While I will not claim that midnight walks are the solution for everyone, I have found a space in time that I can exist without preconceived notions. It has become a ritual that I treasure. Regardless of what this space may look like for you, I have become acutely aware of the powerful and restorative nature taking time for myself to move has had on my mental health. Allowing myself to feel and to absorb the beauty and grace that is this immense city has been a challenge, often leaving me overwhelmed. Rather than attempt to grasp its vastness all at once, I have found strength in cherishing the intimate moments, moments such as the tender embrace of this northbound couple.
This anecdote is merely meant to remind us all that small moments can have just as big of an impact on our lives as those we would pre-conceive as monumental. Be gentle with your thoughts and the experiences you have. In the past, I have been harsh, setting unrealistic goals for myself in every facet of my life. While I am still a bit too high strung, I am slowly working on allowing a permanent space for my emotions in my life. While my midnight walks are soothing, I have also found a new energy in my daily life by creating similar spaces throughout my routine. Establishing boundaries for myself, limiting screen time and time spent at bars has dramatically increased my sense of identity, along with allowing for quiet moments alone. Waking up early to work on the crossword before work, spending nights in yoga and pilates studios finding my inner sense of strength, and defining dedicated hours to work on my writing have helped rejuvenate my creativity and confidence. While I still spend almost every night with friends, I am working on carving out more time to connect with my inner thoughts and desires. I am practicing more self-forgiveness, along with self-discovery. I have begun to take elective educational classes, read more novels outside of my usual library shelves, smile more often at strangers on the subway, and even started a strict budget to create a healthier financial well-being. Attempting to redefine my relationship with self-care, formulating new routines and practices with my emotional, intellectual and creative interests have led to a new lens on the previous ways I have spent my time.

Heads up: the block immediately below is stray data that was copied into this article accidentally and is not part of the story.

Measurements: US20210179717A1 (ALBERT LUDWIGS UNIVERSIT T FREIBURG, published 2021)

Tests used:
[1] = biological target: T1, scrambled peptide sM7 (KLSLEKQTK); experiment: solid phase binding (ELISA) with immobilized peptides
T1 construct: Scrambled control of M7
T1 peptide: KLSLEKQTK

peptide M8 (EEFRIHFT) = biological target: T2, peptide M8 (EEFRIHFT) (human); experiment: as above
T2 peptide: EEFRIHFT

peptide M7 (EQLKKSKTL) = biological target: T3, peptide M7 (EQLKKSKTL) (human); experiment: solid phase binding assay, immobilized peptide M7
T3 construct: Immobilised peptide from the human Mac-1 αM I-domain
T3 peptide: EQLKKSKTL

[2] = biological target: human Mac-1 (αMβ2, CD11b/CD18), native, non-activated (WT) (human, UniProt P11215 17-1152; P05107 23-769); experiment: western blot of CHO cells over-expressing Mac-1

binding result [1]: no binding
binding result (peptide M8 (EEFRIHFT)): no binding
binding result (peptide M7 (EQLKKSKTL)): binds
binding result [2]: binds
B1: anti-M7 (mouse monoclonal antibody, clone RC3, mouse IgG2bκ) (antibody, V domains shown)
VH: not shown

While it may seem asinine, the embrace shared between the northbound couple reminded me to treat my own self with said love and tenderness. Without expectations, a preconceived persona, or a cultural bias, what defines you? As a voyeur in the night, how do you identify? If you strip away your job, family, education, friends, and your hobbies, what is left? I’m not sure I have my own answer, but in the time I spend alone, I am working to formulate my own resolution between the avenues of New York.
When was the last time you took yourself for a walk? If you can’t answer that, go for a midnight stroll. You may just find your own lesson within a couple’s embrace northbound on Houston.
Feature Image via Jessica Golightly